Research & Development

Successful Aerospike Engine Static Fire Test, June 21, 2003

A team from California State University, Long Beach, in partnership with Garvey Spacecraft Corporation (GSC), successfully conducted a static fire test of a 1000 lbf ablative annular aerospike rocket engine in the Mojave desert on June 21, 2003 using LOX and ethanol. The engine ran successfully for the planned 4 seconds. The test also demonstrated the avionics architecture to be used in subsequent Prospector-3 flights as part of the development of a low cost thrust vector control system.

Static fire test movie #1 and movie #2 (courtesy of Richard Ornellas)

Note: the pieces "flying around" come from the particle boards placed to "protect" the concrete below the engine


Aerospike engine in operation

About aerospike engines

Unlike conventional rocket engines which are designed to operate optimally at a single altitude (and thus suffer losses at other operating conditions), aerospike engines offer the advantage of self compensation as the launch vehicle climbs through the atmosphere and provide improvements in propulsive efficiency when operating below design pressure when compared with conventional bell shaped nozzle. This technology would greatly benefit single stage to orbit (SSTO) vehicles, or vehicles which, like the Space Shuttle, operate with engines from sea-level to orbital velocity. Aerospike engines were investigated by Rocketdyne in the 1960's, and then again as part of the now defunct X-33 program. As part of the latter, Boeing Rocketdyne developed the RS-2200, a linear aerospike which was static fired several times. However, to date, no aerospike engine using liquid propellants is known to have powered a rocket in flight after more than four decades of research.

About this aerospike engine static fire test

The static fire test came a little more than a year after the static fire test of their first aerospike engine during which the plug failed after 200 ms. The new engine design was based on the previous one with modifications to address issues raised with the first one, such as the addition of a second ignition port. More importantly, the modified design incorporated a titanium rod running through the center of the graphite plug and isolated with RTV.

aerospike on stand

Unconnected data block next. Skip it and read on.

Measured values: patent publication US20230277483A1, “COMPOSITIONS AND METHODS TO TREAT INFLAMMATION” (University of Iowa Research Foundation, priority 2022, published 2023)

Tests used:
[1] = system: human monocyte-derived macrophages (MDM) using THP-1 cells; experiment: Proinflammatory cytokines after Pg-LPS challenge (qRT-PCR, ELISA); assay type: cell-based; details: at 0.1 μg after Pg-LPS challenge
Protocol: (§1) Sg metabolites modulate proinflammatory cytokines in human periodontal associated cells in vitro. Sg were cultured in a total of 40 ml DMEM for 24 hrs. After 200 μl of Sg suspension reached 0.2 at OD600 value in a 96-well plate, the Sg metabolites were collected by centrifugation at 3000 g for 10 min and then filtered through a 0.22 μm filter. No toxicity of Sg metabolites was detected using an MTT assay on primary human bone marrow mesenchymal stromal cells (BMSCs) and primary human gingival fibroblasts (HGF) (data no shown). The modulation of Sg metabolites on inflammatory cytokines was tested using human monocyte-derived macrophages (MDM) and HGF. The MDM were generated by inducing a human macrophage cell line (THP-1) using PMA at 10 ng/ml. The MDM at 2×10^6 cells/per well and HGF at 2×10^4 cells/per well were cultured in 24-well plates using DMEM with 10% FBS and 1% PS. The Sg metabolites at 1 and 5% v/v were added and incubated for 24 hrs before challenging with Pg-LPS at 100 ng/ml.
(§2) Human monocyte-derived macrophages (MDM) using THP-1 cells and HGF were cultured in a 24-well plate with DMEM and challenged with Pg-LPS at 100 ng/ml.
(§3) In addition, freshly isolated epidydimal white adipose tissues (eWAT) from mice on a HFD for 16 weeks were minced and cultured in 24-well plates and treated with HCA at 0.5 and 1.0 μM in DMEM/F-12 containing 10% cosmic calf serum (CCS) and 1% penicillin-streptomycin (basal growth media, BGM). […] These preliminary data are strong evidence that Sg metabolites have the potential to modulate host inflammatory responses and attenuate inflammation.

Aerospike engine mounted to test stand

Pressure and force data was collected during the test and will be posted as it becomes available.

aerospike ignition aerospike ignition aerospike ignition

From ignition to continuous operation

Key individuals

The key student contributors to this new engine were Stanley Baksi, "Pepe" Jose Ruiz, Jeff Hayes and Tae-Hoon Lim, who worked closely with Paul Skaar from the Mechanical and Aerospace Engineering Department. GSC affiliates and other industry mentors also played a major role in the development, integration and testing of the engine, in particular Tom Mueller, John Garvey, John Engberg, David McCue, Chris Richins and Richard Ornellas without forgetting "Mike Novratil and family". Thank you also to Dave Crisalli and the Reaction Research Society for facilitating access to the Mojave Test Area.

key individuals

The team prior to static fire test

Pepe (Jose) and Cassie loading LOX supervised by Mike

Pepe (Jose) and Cassie loading LOX supervised by Mike

What's next?

The next steps in the project involve machining a new set of graphite parts in preparation for a launch onboard the previously flown Prospector-2 (P-2) vehicle. The graphite outer ring at the combustion chamber exit eroded too much to attain the 300 psi chamber pressure needed at take-off, and the center plug cracked after the test, probably due to the over pressure in the center slot for the titanium rod once chamber pressure decreased to ambient after engine shutoff. The objective is to machine these parts and integrate the engine into P-2 for an August launch which would mark the first powered flight of an aerospike engine using liquid propellants.

For additional information about either the CALVEIN project and/or the cooperative program between CSULB and Garvey Spacecraft Corporation, please contact the following project representatives:

  • Dr. Eric Besnard
  • Mechanical and Aerospace Engineering Dept.
  • California State University, Long Beach
  • 1250 Bellflower Blvd Long Beach, CA 90840
  • Tel:(562) 985-5442
  • Fax:(562) 985-1669
  • John Garvey
  • Garvey Spacecraft Corporation
  • 389 Haines Avenue
  • Long Beach, CA 90840-1841
  • Tel:(562)-498-2984
  • Email: